History of the park

The park through the ages

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Parson's pond in the Ickworth deer park.

Lord Bristol's achievements were admired by various guests that visited Ickworth after he completed the park developments.

'The finest park'

There are over 900 acres of Parkland at Ickworth

Thomas Robinson described Ickworth in 1731 as 'by much the finest park I ever yet saw'.

'Well stocked'

An anonymous diarist of the 1750s remarked on Ickworth's 'fine country views', noting that it was 'well-stocked with cattle, sheep and deer'.

Mr 'Capability' Brown

The Albana walk offers splendid views over Ickworth park

The Albana walk offers splendid views over Ickworth park

The 2nd Earl continued his father's work on the park between 1769 and 1776 by employing a well-known landscape architect known as Mr 'Capability' Brown. We don't know exactly what Mr Brown contributed as his account book does not specify the work done, but we suspect he was responsible for improving the approach to Ickworth Lodge, the family home at the time. It is also highly likely that he laid out the bones for the beautiful Albana Walk and even designed the route for the main drive which is still in use today.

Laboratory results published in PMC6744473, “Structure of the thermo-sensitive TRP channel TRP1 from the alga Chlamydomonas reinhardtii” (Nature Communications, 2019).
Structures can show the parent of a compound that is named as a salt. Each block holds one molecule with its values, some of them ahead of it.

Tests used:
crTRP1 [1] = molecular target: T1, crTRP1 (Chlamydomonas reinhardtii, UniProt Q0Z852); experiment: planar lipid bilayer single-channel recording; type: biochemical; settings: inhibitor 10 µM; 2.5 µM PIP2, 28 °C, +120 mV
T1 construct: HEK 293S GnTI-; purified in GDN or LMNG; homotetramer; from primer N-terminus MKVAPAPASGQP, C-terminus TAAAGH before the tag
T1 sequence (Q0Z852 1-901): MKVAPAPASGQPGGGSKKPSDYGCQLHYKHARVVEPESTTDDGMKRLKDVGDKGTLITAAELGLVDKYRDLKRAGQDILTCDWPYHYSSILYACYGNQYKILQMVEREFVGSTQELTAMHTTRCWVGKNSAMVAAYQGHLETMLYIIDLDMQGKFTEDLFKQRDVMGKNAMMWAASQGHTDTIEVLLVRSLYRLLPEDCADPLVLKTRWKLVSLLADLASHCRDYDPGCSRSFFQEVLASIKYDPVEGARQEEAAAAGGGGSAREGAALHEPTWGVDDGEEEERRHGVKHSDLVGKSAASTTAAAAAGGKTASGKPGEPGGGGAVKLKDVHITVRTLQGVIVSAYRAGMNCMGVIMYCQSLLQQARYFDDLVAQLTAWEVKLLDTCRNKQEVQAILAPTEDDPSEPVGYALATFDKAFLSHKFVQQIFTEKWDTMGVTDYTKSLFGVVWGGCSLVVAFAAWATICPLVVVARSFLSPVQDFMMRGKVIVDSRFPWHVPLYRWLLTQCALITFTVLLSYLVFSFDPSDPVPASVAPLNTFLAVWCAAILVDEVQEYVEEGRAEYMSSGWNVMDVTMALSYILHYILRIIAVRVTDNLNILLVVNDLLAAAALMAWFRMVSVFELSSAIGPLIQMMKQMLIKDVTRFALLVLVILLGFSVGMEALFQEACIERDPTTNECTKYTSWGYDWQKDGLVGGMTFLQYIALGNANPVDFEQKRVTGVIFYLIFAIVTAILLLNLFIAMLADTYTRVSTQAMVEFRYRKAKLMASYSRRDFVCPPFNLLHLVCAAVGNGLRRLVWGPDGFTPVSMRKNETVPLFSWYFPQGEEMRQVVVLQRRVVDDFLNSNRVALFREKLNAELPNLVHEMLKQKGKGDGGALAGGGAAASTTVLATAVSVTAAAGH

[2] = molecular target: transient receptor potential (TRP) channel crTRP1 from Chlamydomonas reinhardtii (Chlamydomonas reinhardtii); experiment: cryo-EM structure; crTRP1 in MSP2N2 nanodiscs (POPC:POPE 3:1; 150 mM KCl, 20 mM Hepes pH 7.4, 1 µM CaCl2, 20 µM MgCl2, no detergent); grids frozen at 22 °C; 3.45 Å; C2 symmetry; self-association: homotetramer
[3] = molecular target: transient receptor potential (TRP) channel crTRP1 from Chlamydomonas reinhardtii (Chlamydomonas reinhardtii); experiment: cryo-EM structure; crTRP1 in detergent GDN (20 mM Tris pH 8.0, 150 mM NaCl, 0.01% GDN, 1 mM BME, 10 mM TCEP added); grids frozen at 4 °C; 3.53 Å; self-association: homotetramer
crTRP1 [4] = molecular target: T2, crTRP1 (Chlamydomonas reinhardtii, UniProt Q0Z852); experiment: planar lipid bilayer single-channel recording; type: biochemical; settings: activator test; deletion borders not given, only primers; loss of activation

18th-century objectives

The sheep get the best views! © Andrew Butler

In the 18th century, one of the main aims in landscape design for country houses was to give attractive, sweeping views over the countryside.

19th-century screening

Delight in the view of the Rotunda as you walk through the trees © NTPL

By the 19th century, the owners of Ickworth sought to enclose the park by dense plantations. People from outside the grounds could only see the very top of the Rotunda.

The Fairy Lake

The Fairy Lake and adjacent Round House (now a holiday cottage) were created by the 3rd Marquess in the 19th century for pleasure. The ruined remains of a former boat-house can still be found there.

The Obelisk

The Earl-Bishop's Obelisk stands tall in sepecially-designed surroundings

The Earl-Bishop's Obelisk stands tall in sepecially-designed surroundings

In 1817, the people of Derry erected an obelisk in memory of the Earl-Bishop. The woodland around it was created by the 1st Marquess who employed labourers to plant a series of woods along the boundary of the park forming an appropriate setting.